from The American Heritage® Dictionary of the English Language, 4th Edition
- n. Either of a pair of long, slender poles each equipped with a raised footrest to enable the user to walk elevated above the ground.
- n. Any of various tall posts or pillars used as support, as for a dock or building: a beach house on stilts.
- n. An American wading bird (Himantopus mexicanus) that has long pink legs, black and white plumage, and a long slender bill, and that ranges from the United States to Peru and Brazil and is related to the avocet.
- n. A related bird (Cladorhynchus leucocephalus) of Australia.
- transitive v. To place or raise on stilts.
from Wiktionary, Creative Commons Attribution/Share-Alike License
- n. Either of two poles with footrests that allow someone to stand or walk above the ground; used mostly by entertainers.
- n. A tall pillar or post used to support some structure; often above water.
- n. Any of various wading birds of the genera Himantopus and Cladorhynchus, related to the avocet, that have extremely long legs and long thin bills.
- v. to raise on stilts, or as if on stilts
from the GNU version of the Collaborative International Dictionary of English
- n. A pole, or piece of wood, constructed with a step or loop to raise the foot above the ground in walking. It is sometimes lashed to the leg, and sometimes prolonged upward so as to be steadied by the hand or arm.
- n. A crutch; also, the handle of a plow.
- n. Any species of limicoline birds belonging to Himantopus and allied genera, in which the legs are remarkably long and slender. Called also longshanks, stiltbird, stilt plover, and lawyer.
- transitive v. To raise on stilts, or as if on stilts.
from The Century Dictionary and Cyclopedia
- To raise above the ordinary or normal position or surface, as if by the use of stilts.
- n. A prop used in walking; a crutch.
- n. One of two props or poles, each having a step or stirrup at some distance from the lower end, by means of which one may walk with the feet raised from the ground, and with a longer stride: used for crossing sandy or marshy places, streams, etc., and by children for amusement.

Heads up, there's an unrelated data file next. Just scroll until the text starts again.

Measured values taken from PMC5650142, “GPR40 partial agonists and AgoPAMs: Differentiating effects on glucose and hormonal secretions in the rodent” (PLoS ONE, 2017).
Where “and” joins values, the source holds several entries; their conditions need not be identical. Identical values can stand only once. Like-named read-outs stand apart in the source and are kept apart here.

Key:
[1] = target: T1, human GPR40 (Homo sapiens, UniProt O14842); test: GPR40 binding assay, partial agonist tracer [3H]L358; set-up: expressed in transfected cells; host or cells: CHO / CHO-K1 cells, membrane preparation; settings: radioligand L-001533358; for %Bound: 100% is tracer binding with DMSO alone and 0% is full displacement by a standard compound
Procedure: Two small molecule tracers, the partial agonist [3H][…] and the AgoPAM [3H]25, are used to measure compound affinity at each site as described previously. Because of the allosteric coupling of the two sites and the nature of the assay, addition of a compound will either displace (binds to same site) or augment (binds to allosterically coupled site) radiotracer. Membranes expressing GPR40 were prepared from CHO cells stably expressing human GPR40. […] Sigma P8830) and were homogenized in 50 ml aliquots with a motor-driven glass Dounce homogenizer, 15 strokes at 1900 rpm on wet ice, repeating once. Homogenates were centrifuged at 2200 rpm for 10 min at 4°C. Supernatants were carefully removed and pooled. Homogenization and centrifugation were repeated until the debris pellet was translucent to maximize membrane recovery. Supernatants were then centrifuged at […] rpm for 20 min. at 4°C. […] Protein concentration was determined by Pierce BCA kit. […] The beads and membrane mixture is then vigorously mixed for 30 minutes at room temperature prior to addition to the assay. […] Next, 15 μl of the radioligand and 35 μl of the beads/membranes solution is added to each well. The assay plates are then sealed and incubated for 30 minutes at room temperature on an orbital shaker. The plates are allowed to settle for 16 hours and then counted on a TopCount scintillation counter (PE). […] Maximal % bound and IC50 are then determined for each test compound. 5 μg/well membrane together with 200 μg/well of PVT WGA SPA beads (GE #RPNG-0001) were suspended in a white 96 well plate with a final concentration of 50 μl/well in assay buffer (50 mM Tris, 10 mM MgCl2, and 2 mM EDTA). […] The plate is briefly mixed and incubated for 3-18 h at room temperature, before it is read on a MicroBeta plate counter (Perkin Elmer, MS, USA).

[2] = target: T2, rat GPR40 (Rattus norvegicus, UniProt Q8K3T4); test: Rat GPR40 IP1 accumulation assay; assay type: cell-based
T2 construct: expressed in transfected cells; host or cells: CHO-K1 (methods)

- n. In hydraulic engineering, one of a set of piles forming the back for the sheet-piling of a starling.
- n. The handle of a plow.
- n. In ceramics, a support, generally of iron, used to hold a piece of pottery in the kiln, to allow the fire free access to the bottom of the piece. Also called cockspur and spur (which see).
- n. [Abbr. of stilt-bird.] In ornithology, any bird of the genus Himantopus: so called from the extremely long, slender legs.
from WordNet 3.0 Copyright 2006 by Princeton University. All rights reserved.
- n. a column of wood or steel or concrete that is driven into the ground to provide support for a structure
- n. one of two stout poles with foot rests in the middle; used for walking high above the ground
- n. long-legged three-toed wading bird of brackish marshes of Australia
- n. long-legged three-toed black-and-white wading bird of inland ponds and marshes or brackish lagoons
The veined octopus under study manages a behavioral trick that the researchers call stilt walking.
The veined octopus under study manages a behavioural trick that the researchers call stilt walking.
It was an odd creature perched upon stilts; one of those persons called the stilt-walkers.
These birds are of the plover family, and might with propriety be called the stilt plovers.
Researchers have found that the veined octopus manages a behavioral trick called stilt walking, in which it can carry a coconut shell under its body while making its eight arms into stilts.
Children can have a go at circus and other fun pursuits, such as stilt and slack-rope walking, hula hoops, juggling, magic and boomerang throwing.
He also said something about a stilt walker on loan from the Big Apple Circus, two beggars at a butcher shop, even a bear.
The study estimates that an extra 20% of species, such as the black stilt, a wading bird endemic to New Zealand, would have moved higher into the threatened categories without conservation measures.
There should be stilt-walkers, clowns, and acrobats.
There are no crazy wide shoulders or stilt shoes on the runways, and the emerging themes don't look as shocking to the layman's eye as dress-up leather shorts or jumpsuits did in years past.
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